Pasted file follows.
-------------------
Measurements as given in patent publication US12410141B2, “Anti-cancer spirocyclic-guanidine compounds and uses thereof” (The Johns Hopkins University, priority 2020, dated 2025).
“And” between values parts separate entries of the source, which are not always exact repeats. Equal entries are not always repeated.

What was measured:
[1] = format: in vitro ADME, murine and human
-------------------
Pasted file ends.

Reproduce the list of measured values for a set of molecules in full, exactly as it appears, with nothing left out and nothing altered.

Measurements as given in patent publication US12410141B2, “Anti-cancer spirocyclic-guanidine compounds and uses thereof” (The Johns Hopkins University, priority 2020, dated 2025).
“And” between values parts separate entries of the source, which are not always exact repeats. Equal entries are not always repeated.

What was measured:
[1] = format: in vitro ADME, murine and human